John: Not the same one, six times.
Paula: Not the same one, six times. Exactly. And I would add them to your newsletter forever when you’re sending them at least monthly emails until they tell you to stop because you assume that they are a prospect if you’ve qualified them at a trade show.
John: But even though I say that, I got the same postcard six times and then bought an airplane.
Paula: That’s true. And that’s another thing: postal mail. Postal mail is a wonderful thing and I think it adds a lot of legitimacy to your trade show appearance. If someone has scanned a QR code and fill something out and giving you their address or you’ve tracked them down or whatever and you send them a handwritten note, or even just a printed note saying, “Thank you for coming. Here are some of the things that you might not have known about, here’s a promo code, or here’s some thank you for coming.” I think that’s a really nice way to follow up.
Paula: Right. And do this soon, it’s almost not too soon to send those from the airport on your way out of town. If you have the means to do that but you want to send them as quickly as possible so that people remember, “Oh yeah, that was that guy that I talked to about this thing,” because trade shows are so bewildering. You receive so much information in such a short period of time that you need to kind of cement that in their memory pretty quickly and a postal note does that.
Retargeting. There are several ways of doing this using social media. If they are Facebook, Linked In, or any other social media user, you can retarget them with advertising. If they are in contact, you just upload your list of leads and retarget them with an ad. So the next time they get into Facebook, they will see the ad for your product or service and they’ll remember your booth, they’ll remember your smiling face, and your fabulous conversation, right?
John: Well it’s not quite that easy but that’s the right idea.
Paula: Yes. But it is perfectly legitimate to upload a list of leads into social media and target people with advertising. You can also use those geotags. So if someone has walked by your booth and set a beacon, then you can retarget them with advertising. All of that is legit. You can also use Google Network and several other pay-per-click networks to retarget people with advertising. So, when they go to the Wall Street Journal as an example, they have advertising spaces that you can purchase. So that you’re retargeting people who have been to your booth or walk by your booth when they go to the Wall Street Journal if they’re part of that ad network. Right?
Paula: So, three ways to make your trade show exhibit a hybrid experience. Number one, pre-show webinars or events to live streaming digital interaction, geolocation, QR codes, other things that you can do during the event, and three after the event, you’ve got your retargeted ads, emails, and postal mail, and other ways up.
Paula: Following up.
John: In America, you can just use your telephone.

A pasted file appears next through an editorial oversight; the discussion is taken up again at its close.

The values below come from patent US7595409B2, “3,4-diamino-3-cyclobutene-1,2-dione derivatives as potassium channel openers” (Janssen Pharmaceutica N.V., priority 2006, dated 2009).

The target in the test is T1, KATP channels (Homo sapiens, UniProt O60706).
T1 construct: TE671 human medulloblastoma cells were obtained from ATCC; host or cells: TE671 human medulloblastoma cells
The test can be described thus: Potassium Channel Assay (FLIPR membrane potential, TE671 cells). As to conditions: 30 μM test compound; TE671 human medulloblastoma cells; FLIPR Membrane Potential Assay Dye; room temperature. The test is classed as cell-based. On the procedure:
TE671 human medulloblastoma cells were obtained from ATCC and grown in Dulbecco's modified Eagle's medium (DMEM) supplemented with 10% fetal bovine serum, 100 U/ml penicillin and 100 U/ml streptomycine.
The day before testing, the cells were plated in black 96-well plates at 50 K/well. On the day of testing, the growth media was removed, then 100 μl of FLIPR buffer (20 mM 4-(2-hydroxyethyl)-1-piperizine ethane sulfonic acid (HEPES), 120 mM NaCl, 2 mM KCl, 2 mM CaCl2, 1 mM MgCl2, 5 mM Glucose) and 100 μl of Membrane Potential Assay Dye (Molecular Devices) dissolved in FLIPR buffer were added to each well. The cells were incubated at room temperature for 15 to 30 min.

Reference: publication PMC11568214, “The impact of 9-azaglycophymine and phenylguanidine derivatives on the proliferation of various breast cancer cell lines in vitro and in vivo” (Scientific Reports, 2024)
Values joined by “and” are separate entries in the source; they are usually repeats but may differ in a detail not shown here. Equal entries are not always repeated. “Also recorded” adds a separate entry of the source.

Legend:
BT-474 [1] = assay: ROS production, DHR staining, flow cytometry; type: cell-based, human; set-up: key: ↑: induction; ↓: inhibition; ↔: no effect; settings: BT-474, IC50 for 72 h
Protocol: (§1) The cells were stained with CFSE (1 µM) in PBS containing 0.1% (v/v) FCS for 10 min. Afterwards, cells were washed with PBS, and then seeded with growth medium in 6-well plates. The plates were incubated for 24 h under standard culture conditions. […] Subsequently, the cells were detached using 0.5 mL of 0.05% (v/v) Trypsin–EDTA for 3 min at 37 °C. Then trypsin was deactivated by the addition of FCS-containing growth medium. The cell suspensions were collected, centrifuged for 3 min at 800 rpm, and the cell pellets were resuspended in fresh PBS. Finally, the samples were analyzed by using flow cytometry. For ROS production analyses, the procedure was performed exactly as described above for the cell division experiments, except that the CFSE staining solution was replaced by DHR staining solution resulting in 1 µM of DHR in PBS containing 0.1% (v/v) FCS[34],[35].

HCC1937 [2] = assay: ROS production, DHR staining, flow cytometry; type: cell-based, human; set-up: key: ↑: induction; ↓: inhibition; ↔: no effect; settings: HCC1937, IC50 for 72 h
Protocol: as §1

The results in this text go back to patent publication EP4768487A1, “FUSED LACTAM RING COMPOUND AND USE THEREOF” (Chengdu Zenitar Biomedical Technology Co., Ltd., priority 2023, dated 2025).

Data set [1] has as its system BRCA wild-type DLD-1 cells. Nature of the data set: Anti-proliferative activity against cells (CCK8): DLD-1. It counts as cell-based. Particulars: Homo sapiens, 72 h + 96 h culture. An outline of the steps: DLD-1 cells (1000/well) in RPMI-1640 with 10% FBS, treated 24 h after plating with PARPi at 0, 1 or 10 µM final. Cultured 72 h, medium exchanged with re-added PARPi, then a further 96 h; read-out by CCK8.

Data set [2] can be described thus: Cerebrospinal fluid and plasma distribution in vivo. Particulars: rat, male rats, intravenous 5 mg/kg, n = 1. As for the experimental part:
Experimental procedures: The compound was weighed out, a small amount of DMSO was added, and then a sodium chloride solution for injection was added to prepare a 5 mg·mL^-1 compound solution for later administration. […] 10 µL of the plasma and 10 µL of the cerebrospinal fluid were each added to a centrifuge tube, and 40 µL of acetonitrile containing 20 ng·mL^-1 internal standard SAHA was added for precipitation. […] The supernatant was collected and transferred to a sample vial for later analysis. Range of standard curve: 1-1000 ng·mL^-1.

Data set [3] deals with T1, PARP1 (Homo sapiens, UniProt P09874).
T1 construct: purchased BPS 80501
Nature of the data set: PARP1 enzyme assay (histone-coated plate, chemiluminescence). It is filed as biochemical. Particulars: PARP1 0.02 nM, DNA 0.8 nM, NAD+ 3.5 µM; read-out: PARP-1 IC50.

Paula: Oh yeah. You can totally use the telephone. I left that out of here because it’s not very hybrid but I guess that is another venue. So hybrid is hybrid. There is a follow-up slide that we sometimes include here that talks about how many times you need to follow up with people before they make a purchase and this totally applies to the trade shows.
People are often not in the market when they meet you the first time, but they will be six months, eight months a year, five years later. If you have stayed in contact with them, that is really the way of making a profit in the aviation industry because it’s very seldom that you’re going to meet somebody at precisely the moment they have the money, authority, and need for your product, right?
John: And it’s quite surprising how many times it takes to actually be able to make a sale, right? touch times.
Paula: Oh yeah. I mean we wish it was once, three times, five times, or 10 times, but in reality, it’s more like 20, 50, or a hundred, right?
John: Between 12 and 20 on average.
Paula: I think it’s more than that for our industry. It’s 12 and 20 for retail. We have a longer sales cycle for a number of reasons. So I would say it’s at least 20, 50, maybe even a hundred sometimes, but never give up, right?
John: And we’ve had people come back to us several years after we first spoke to them and having Pingdom every now and then.
Paula: Exactly. You just want to keep those conversations going and keep those relationships going because that’s what you’re paying for, when you go to a trade show, the beginning of those relationships.
All right. This episode was brought to you by our Trade Show Workshop. The outcome of the Trade Show Workshop is that we provide proven strategies to attract, persuade, and convert at aviation trade shows. This has a lot of templates and worksheets in it and then we also work with you personally, with some customized consultations to do your invitations, give people a reason to come to your booth, set those appointments, follow up all of those things to make your trade show a lot more effective than it would be, otherwise.
John: Including timing of all those things.
Paula: Exactly. So go sell more stuff.
John: Yes. The industry needs the business and so does the country.
Paula: It absolutely does.
John: Stay healthy and happy. See you next time.